Archdiocese settlement to be confirmed
PORTLAND – The first bankruptcy of a Catholic diocese in the United States neared an end Friday as a judge said she would confirm a settlement that could reach $75 million for victims who claimed priests or other church officials sexually abused them.
The decision from U.S. Bankruptcy Judge Elizabeth Perris leaves intact the compensation proposed in a plan negotiated by the plaintiffs and the archdiocese.
She asked lawyers to make one change and draw up final documents for her approval.
At the same time, the federal and state judges who oversaw the case scheduled a press conference in Portland on Tuesday to discuss “completion of the bankruptcy case.” A gag order remained in effect for parties in the case.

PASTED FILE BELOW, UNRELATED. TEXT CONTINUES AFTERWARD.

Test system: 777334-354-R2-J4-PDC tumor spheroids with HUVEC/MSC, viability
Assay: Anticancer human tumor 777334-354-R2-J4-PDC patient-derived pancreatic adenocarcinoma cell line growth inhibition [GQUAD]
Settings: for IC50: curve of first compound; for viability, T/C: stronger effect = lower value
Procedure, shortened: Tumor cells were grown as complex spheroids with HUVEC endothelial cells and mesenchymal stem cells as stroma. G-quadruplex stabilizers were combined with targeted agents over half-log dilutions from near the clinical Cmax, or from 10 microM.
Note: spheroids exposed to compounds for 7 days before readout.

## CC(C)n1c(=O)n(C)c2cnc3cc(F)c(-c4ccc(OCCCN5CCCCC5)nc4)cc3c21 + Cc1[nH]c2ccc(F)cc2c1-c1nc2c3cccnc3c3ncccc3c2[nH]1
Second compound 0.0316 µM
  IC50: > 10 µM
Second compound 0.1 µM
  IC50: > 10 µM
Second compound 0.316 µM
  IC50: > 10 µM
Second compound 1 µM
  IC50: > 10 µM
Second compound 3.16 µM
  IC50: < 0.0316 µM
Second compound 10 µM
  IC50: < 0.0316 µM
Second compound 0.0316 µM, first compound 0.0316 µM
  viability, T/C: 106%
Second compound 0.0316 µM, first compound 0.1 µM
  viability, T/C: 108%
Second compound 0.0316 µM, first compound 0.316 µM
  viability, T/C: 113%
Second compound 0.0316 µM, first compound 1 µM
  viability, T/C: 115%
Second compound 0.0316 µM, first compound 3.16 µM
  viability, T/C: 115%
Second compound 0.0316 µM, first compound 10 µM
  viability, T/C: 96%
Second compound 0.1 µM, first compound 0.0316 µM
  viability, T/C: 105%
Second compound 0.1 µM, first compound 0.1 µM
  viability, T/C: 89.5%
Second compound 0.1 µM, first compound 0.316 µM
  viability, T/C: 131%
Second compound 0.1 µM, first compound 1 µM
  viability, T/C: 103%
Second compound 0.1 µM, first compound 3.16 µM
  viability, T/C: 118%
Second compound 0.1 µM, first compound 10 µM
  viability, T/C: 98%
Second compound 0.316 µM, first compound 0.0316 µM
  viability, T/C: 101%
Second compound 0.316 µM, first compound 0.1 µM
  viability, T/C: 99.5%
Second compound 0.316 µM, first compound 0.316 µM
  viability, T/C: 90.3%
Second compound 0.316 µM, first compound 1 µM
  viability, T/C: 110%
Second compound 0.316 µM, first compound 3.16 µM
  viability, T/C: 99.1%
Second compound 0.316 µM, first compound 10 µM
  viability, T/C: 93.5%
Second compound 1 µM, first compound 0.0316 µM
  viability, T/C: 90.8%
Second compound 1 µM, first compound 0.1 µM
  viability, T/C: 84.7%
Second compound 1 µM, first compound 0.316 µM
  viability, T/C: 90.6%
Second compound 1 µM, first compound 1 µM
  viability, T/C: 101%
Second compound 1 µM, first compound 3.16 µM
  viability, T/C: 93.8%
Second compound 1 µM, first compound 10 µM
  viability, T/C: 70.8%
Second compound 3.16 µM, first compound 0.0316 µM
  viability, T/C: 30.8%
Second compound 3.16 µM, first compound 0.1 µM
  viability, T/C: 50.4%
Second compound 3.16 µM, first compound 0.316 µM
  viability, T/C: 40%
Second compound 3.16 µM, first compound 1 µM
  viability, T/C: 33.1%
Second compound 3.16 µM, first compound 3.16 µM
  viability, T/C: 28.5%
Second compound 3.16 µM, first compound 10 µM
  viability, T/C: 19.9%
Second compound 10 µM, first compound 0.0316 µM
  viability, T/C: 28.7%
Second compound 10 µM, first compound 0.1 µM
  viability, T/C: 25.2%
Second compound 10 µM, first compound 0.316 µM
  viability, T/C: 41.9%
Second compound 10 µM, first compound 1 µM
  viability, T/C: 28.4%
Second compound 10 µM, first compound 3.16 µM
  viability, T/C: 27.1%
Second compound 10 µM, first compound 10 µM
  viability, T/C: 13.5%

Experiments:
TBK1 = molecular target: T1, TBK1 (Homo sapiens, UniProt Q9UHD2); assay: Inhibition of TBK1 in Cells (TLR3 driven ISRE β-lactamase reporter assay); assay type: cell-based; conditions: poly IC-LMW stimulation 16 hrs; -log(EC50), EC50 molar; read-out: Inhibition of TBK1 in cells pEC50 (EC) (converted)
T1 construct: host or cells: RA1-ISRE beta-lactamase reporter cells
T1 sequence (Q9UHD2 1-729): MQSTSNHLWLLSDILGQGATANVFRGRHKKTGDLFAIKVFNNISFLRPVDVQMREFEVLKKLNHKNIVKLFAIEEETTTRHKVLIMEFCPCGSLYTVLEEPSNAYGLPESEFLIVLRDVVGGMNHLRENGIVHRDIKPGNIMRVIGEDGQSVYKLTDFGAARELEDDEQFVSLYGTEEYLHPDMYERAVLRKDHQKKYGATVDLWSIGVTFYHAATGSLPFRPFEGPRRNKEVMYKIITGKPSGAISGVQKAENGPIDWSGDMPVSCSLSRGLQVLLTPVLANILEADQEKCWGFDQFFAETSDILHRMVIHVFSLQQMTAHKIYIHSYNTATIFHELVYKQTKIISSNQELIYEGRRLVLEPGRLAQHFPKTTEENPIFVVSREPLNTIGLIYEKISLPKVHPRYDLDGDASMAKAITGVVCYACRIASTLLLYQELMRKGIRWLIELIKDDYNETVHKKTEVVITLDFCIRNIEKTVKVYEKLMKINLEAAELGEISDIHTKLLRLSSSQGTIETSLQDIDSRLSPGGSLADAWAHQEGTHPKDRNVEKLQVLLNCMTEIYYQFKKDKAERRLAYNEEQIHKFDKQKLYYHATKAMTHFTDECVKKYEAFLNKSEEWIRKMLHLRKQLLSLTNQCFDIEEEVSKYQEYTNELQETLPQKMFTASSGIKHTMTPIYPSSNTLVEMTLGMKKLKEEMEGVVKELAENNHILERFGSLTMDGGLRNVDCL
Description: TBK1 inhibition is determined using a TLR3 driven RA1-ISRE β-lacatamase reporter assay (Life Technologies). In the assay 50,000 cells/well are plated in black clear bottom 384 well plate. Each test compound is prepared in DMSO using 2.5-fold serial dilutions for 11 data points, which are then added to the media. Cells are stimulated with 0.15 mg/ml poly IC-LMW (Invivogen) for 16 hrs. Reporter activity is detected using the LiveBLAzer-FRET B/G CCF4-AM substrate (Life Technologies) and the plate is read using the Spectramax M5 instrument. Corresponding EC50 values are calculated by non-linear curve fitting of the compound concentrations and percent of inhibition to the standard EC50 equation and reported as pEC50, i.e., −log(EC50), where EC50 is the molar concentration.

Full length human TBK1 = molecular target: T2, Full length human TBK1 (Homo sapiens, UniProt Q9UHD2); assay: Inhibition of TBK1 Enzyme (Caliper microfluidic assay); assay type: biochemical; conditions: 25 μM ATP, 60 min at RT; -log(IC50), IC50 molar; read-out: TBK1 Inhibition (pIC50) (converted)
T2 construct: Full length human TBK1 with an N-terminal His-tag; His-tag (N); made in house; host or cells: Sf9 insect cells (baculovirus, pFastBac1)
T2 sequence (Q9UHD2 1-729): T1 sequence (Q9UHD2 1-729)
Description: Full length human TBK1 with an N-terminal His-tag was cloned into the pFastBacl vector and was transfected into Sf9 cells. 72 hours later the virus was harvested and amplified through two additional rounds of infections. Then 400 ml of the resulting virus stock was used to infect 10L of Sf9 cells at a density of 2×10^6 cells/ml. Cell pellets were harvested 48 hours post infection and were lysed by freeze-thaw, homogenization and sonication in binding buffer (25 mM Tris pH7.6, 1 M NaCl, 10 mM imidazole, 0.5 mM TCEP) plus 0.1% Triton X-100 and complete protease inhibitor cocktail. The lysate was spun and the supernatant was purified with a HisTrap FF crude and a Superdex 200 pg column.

About 175 people who say they were molested by priests or other church officials have agreed to settle their cases for about $52 million, which insurance companies will pay the church, according to Perris’ order.
Another $20 million has been set aside for those who come forward after an agreed deadline. Another sum, capped at $3.8 million, has been set aside to pay for claims that haven’t been settled in the bankruptcy negotiations.
The overall plan was drawn to avoid the sale of archdiocese property.
“Debtor established that it will receive $52 million in insurance proceeds, that it has access to $40 million from Allied Irish Bank, and that it has additional unrestricted assets on which it can draw if necessary,” Perris’ decision said.